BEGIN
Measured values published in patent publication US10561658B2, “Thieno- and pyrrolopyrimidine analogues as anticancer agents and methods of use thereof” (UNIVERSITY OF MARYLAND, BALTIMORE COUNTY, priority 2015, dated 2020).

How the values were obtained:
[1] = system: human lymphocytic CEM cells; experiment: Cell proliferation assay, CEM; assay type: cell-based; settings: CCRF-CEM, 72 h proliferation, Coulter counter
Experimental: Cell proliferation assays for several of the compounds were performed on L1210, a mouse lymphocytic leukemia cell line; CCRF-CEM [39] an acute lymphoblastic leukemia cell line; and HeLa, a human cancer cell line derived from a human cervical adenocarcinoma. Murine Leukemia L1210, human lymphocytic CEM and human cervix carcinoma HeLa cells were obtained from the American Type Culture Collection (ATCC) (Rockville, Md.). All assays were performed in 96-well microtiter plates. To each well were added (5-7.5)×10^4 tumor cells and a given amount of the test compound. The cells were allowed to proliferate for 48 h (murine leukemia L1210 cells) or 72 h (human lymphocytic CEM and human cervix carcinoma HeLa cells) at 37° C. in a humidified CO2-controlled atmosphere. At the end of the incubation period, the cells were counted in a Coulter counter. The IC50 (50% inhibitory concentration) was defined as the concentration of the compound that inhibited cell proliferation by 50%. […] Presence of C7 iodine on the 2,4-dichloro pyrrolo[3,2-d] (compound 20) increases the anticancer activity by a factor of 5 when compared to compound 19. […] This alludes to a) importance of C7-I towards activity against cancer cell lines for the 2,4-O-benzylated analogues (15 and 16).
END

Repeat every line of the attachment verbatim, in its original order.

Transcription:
Measured values published in patent publication US10561658B2, “Thieno- and pyrrolopyrimidine analogues as anticancer agents and methods of use thereof” (UNIVERSITY OF MARYLAND, BALTIMORE COUNTY, priority 2015, dated 2020).

How the values were obtained:
[1] = system: human lymphocytic CEM cells; experiment: Cell proliferation assay, CEM; assay type: cell-based; settings: CCRF-CEM, 72 h proliferation, Coulter counter
Experimental: Cell proliferation assays for several of the compounds were performed on L1210, a mouse lymphocytic leukemia cell line; CCRF-CEM [39] an acute lymphoblastic leukemia cell line; and HeLa, a human cancer cell line derived from a human cervical adenocarcinoma. Murine Leukemia L1210, human lymphocytic CEM and human cervix carcinoma HeLa cells were obtained from the American Type Culture Collection (ATCC) (Rockville, Md.). All assays were performed in 96-well microtiter plates. To each well were added (5-7.5)×10^4 tumor cells and a given amount of the test compound. The cells were allowed to proliferate for 48 h (murine leukemia L1210 cells) or 72 h (human lymphocytic CEM and human cervix carcinoma HeLa cells) at 37° C. in a humidified CO2-controlled atmosphere. At the end of the incubation period, the cells were counted in a Coulter counter. The IC50 (50% inhibitory concentration) was defined as the concentration of the compound that inhibited cell proliferation by 50%. […] Presence of C7 iodine on the 2,4-dichloro pyrrolo[3,2-d] (compound 20) increases the anticancer activity by a factor of 5 when compared to compound 19. […] This alludes to a) importance of C7-I towards activity against cancer cell lines for the 2,4-O-benzylated analogues (15 and 16).